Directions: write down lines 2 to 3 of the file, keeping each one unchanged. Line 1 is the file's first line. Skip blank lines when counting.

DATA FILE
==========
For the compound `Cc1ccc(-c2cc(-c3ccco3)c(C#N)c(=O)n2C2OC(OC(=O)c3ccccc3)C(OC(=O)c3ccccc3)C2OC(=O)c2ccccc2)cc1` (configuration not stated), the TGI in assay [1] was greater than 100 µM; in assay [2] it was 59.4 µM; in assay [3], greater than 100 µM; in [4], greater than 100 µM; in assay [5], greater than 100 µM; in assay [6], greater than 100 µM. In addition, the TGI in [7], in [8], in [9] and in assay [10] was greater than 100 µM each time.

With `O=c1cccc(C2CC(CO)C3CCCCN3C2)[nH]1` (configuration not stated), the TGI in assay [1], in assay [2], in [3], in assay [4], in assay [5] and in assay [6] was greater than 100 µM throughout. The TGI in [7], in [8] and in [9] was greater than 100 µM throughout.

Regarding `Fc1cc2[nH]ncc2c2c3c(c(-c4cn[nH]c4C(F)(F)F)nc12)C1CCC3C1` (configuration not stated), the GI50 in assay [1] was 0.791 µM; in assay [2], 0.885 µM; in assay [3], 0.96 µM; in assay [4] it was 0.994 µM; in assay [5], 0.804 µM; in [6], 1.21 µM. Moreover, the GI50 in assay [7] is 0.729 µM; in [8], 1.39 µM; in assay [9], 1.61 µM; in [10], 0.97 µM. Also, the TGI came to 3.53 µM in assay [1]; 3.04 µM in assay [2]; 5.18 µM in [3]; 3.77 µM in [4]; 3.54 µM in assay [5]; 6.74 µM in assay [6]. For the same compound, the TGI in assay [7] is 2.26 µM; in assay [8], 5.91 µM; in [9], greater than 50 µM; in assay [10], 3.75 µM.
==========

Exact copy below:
With `O=c1cccc(C2CC(CO)C3CCCCN3C2)[nH]1` (configuration not stated), the TGI in assay [1], in assay [2], in [3], in assay [4], in assay [5] and in assay [6] was greater than 100 µM throughout. The TGI in [7], in [8] and in [9] was greater than 100 µM throughout.

Regarding `Fc1cc2[nH]ncc2c2c3c(c(-c4cn[nH]c4C(F)(F)F)nc12)C1CCC3C1` (configuration not stated), the GI50 in assay [1] was 0.791 µM; in assay [2], 0.885 µM; in assay [3], 0.96 µM; in assay [4] it was 0.994 µM; in assay [5], 0.804 µM; in [6], 1.21 µM. Moreover, the GI50 in assay [7] is 0.729 µM; in [8], 1.39 µM; in assay [9], 1.61 µM; in [10], 0.97 µM. Also, the TGI came to 3.53 µM in assay [1]; 3.04 µM in assay [2]; 5.18 µM in [3]; 3.77 µM in [4]; 3.54 µM in assay [5]; 6.74 µM in assay [6]. For the same compound, the TGI in assay [7] is 2.26 µM; in assay [8], 5.91 µM; in [9], greater than 50 µM; in assay [10], 3.75 µM.